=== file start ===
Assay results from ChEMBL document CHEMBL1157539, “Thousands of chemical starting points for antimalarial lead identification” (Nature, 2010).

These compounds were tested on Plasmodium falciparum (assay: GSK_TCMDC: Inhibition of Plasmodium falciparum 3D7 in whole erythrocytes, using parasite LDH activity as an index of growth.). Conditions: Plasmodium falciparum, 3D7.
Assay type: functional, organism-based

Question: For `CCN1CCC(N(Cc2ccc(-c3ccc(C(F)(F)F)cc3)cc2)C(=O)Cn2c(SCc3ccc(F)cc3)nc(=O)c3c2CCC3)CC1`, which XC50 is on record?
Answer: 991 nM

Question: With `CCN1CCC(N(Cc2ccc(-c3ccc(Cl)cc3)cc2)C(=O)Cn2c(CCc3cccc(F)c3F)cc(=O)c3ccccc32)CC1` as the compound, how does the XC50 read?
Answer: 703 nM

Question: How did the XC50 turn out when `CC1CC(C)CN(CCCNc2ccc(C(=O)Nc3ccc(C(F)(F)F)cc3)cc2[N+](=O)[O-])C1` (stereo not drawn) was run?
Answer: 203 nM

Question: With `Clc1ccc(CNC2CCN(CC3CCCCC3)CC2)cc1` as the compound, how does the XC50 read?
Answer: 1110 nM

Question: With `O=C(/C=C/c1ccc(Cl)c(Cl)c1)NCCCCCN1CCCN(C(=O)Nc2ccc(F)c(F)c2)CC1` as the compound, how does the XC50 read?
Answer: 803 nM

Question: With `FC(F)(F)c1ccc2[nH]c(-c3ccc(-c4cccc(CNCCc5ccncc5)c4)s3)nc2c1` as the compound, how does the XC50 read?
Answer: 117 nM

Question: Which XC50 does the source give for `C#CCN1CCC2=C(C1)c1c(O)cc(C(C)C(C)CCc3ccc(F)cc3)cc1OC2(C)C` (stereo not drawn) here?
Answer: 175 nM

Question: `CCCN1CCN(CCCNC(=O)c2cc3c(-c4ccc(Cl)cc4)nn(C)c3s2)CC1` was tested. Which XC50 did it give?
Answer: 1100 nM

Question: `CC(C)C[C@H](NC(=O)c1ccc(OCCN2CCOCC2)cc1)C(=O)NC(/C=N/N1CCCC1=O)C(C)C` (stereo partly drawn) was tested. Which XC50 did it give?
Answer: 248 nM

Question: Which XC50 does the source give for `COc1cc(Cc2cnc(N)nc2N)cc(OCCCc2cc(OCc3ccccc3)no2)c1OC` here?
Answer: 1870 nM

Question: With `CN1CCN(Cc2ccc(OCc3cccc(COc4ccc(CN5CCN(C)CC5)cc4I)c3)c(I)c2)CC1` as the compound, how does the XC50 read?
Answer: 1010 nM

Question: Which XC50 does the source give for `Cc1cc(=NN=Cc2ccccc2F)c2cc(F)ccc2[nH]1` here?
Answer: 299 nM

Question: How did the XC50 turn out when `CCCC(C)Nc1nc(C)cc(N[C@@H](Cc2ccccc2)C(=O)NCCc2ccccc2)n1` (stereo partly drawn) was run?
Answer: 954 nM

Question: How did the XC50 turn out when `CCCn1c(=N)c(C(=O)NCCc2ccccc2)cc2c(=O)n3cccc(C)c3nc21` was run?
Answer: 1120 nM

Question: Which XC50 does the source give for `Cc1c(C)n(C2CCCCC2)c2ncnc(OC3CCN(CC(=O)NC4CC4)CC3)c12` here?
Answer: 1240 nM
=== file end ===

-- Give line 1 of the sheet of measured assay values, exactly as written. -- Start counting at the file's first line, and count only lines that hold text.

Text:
Assay results from ChEMBL document CHEMBL1157539, “Thousands of chemical starting points for antimalarial lead identification” (Nature, 2010).